Keywords: Beat 1 Elementary School; Brown v. Board of Education; Ebenezer School; Emerson School; Henderson High; National Achievement Scholars; Rosenwald School; school consolidation

Subjects: African American Children--Education African American Elementary Schools African American High Schools African American Junior Highs Brown vs. Board of Education Segregation in Education

36:45 - Hanshaw asked to be the first student to desegregate Mississippi State University

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Partial Transcript: "So, that when the head of the NAACP in Starkville, I'm sure that you've heard Dr. Conner's name, ... Dr. Conner was the only black doctor; he was president of the NAACP, a wonderful man; he was also a friend of my parents. So, he said, since Shirley is the valedictorian, since she's the only National Achievement Scholar in Starkville, she should be the one to desegregate Mississippi State University."

Segment Synopsis: Hanshaw explains how her high school achievements led local civil rights leader, Dr. Conner, to suggest that she should be the first to desegregate Mississippi State. She and her parents chose not to do so, however, because she was introverted, quiet, and shy. Her parents felt that she would have been crushed in that environment. Instead, she opted to attend Tougaloo College, where she flourished.

Keywords: Dr. Douglas Conner; Mississippi State University; Tougaloo College

Subjects: African American Education Education--Mississippi Integration Segregation Segregation in Higher Education

44:52 - Reflecting on her decision not to attend Mississippi State University

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Partial Transcript: "Now, again, in retrospect I see that I would have been crushed, because I didn't have the kind of personality that would have been able to rebuff, you know, the kinds of hateful things that were being done."

Segment Synopsis: Hanshaw reflects on her decision not to be the first African American to attend Mississippi State University. She notes how violence did accompany the integration of MSU even though it was of the kind that had affected other campuses. Because her parents lived on the campus periphery, she wonders what might have happened to them if she had opted to attend MSU. She also talks of Richard Holmes, who was two years ahead of her in high school, and who did desegregate MSU. She notes that Starkville sheriff stopped the Klan from marching on Starkville, in response. She notes how President Johnson (LBJ) pressured Mississippi's senators to make sure there was no "blood bath" at MSU as there had been at Ole Miss. Still, things "didn't go without a hitch here." She concludes this section noting that she has no regrets; Tougaloo was the "best thing in the world" for her and she recount the multiple opportunities and experiences Tougaloo offered her.

Keywords: KKK; Lyndon Baines Johnson; Mississippi State University; Ole Miss; Richard Holmes; Tougaloo College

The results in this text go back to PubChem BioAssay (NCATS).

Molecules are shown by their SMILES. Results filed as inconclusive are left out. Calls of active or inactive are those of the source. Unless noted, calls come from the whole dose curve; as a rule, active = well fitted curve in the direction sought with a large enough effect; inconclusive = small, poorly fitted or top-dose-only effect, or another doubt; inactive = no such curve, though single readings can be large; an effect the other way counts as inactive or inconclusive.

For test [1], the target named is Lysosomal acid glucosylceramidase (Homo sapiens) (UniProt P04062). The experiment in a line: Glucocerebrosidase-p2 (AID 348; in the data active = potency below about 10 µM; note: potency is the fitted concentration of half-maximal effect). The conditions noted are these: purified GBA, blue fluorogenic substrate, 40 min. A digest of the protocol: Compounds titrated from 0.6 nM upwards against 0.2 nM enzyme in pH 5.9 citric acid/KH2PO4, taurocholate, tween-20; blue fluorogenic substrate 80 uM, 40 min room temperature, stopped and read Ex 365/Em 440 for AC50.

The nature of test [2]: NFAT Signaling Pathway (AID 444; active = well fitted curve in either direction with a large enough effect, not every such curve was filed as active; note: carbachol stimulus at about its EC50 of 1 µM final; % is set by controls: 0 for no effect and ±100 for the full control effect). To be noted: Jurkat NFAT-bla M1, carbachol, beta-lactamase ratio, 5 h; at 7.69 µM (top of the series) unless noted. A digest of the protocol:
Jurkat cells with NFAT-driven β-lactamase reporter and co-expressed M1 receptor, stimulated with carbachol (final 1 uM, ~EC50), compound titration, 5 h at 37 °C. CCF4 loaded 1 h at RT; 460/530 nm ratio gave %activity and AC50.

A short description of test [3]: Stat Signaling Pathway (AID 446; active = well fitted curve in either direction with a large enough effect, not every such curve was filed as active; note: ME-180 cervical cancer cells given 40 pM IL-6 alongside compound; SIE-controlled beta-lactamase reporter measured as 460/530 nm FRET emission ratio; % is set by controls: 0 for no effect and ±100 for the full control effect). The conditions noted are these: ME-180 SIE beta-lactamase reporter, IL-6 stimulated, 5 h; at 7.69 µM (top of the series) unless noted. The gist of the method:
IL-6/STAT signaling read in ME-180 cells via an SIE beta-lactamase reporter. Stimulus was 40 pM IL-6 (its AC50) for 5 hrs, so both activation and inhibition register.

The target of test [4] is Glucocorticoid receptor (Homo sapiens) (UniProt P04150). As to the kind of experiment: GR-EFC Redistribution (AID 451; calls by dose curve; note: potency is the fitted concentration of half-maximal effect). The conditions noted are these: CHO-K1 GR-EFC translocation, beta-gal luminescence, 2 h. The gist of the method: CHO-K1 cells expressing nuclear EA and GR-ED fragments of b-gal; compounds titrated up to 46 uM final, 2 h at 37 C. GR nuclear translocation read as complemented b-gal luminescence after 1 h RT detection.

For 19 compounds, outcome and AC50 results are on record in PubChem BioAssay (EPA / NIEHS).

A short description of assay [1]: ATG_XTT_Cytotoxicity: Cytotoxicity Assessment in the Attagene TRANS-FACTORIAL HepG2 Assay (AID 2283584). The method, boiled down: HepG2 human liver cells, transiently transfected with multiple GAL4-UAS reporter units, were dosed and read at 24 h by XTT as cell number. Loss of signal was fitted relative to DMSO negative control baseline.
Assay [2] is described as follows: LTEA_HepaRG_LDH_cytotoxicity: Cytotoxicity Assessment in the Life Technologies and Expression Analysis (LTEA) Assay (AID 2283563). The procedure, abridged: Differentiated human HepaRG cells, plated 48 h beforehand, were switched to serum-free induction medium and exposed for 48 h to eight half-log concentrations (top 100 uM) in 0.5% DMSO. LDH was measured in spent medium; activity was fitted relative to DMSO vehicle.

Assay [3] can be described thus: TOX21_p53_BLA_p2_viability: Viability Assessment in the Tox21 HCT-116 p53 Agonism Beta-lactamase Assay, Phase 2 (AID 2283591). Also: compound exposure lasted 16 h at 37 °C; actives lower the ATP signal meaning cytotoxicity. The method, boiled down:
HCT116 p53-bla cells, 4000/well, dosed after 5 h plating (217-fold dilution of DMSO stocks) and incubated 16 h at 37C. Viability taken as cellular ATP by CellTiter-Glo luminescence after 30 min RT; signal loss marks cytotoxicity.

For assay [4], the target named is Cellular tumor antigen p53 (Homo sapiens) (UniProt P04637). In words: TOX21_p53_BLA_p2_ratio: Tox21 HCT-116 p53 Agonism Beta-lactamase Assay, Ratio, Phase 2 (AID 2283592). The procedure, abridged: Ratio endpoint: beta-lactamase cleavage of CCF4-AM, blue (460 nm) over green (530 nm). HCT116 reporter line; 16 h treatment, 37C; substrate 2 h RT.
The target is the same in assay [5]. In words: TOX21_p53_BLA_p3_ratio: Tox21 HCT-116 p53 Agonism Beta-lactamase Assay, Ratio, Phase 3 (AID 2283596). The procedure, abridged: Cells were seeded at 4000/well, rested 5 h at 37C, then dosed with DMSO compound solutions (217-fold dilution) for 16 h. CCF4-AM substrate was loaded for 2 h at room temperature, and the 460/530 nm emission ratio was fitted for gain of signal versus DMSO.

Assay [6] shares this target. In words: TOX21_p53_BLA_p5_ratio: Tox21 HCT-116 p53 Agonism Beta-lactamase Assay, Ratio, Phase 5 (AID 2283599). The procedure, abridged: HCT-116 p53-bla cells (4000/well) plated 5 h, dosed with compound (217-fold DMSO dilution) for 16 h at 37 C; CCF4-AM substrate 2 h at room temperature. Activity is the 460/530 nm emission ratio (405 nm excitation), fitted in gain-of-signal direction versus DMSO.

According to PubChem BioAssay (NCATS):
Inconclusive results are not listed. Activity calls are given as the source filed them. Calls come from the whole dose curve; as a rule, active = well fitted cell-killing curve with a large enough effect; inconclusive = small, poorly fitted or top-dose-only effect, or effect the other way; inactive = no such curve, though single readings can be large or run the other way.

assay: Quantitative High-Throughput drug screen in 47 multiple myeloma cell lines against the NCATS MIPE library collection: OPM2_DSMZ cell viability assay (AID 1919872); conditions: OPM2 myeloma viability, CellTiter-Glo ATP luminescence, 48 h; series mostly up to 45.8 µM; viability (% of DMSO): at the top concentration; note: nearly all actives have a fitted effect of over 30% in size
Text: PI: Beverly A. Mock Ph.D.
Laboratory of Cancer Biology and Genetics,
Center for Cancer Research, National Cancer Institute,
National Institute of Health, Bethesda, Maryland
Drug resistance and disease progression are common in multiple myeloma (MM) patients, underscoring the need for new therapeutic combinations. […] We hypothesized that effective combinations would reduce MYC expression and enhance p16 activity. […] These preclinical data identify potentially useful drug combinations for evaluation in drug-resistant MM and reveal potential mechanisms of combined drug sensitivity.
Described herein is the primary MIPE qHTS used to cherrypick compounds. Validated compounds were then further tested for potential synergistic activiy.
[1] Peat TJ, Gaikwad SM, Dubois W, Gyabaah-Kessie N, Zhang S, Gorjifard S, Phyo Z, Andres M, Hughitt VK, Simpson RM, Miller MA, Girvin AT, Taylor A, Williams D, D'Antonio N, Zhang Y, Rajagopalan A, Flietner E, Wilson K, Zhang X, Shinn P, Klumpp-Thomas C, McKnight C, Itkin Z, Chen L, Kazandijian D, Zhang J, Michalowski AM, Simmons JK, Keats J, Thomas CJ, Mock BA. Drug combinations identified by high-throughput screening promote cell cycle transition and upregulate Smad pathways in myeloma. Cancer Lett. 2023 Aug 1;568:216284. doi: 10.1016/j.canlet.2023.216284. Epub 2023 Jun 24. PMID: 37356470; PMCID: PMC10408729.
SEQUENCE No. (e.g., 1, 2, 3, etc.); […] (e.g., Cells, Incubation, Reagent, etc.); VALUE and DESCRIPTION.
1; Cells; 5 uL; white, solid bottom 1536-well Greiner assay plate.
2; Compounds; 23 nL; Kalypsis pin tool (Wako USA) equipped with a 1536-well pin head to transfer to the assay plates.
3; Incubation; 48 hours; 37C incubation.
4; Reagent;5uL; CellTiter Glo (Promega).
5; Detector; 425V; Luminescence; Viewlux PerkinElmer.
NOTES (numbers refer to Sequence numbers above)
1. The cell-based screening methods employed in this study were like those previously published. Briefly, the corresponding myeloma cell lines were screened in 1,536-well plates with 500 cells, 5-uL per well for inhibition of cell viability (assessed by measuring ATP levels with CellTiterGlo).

Subjects: Education--Mississippi Integration Segregation Segregation in Higher Education

57:18 - Educational opportunities she within segregated schools

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Partial Transcript: "... all those civil bills that were passed, mainly the civil rights bill, was to provide for African Americans the opportunity, because once the opportunity is there; there is no stopping."

Segment Synopsis: Hanshaw returns to her experiences at Starkville's segregated public schools. She talks of how they were sub-standard with books handed down from white schools. But she emphasizes the opportunity students found within them. She speaks with pride of the African American teachers she and others studied under who instilled pride in them. She recalls the influence of Henderson High English teacher Rosa Stewart, who was a primary reason why she majored in English and went to Tougaloo. Stewart encouraged her and four others to take the test for the National Achievement Scholarship, which she won.

Keywords: Henderson High; National Achievement Scholarship; Rosa Stewart; Tougaloo College

Subjects: African American Education African American High Schools African American Students African American Teachers Education--Mississippi Segregation

61:08 - Civil Rights leadership in the 1960s

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Partial Transcript: "If those five men [Medgar Evers, JFK, Malcolm X, RFK, Dr. King] had been still alive there would have been many more of these kinds of programs"

Segment Synopsis: Hanshaw returns to the opportunities Tougaloo offered her as a student. She talks of Tougaloo's founding. She also reflects on her personal history in 1965, the year she won a National Achievement Scholarship and went to Tougaloo. She notes how things were different when her son won a National Achievement Award decades later.

Keywords: National Achievement Award; Tougaloo College

Subjects: African American Education African American Students Civil Rights Movement--Leaders

70:42 - More about Starkville's segregated public schools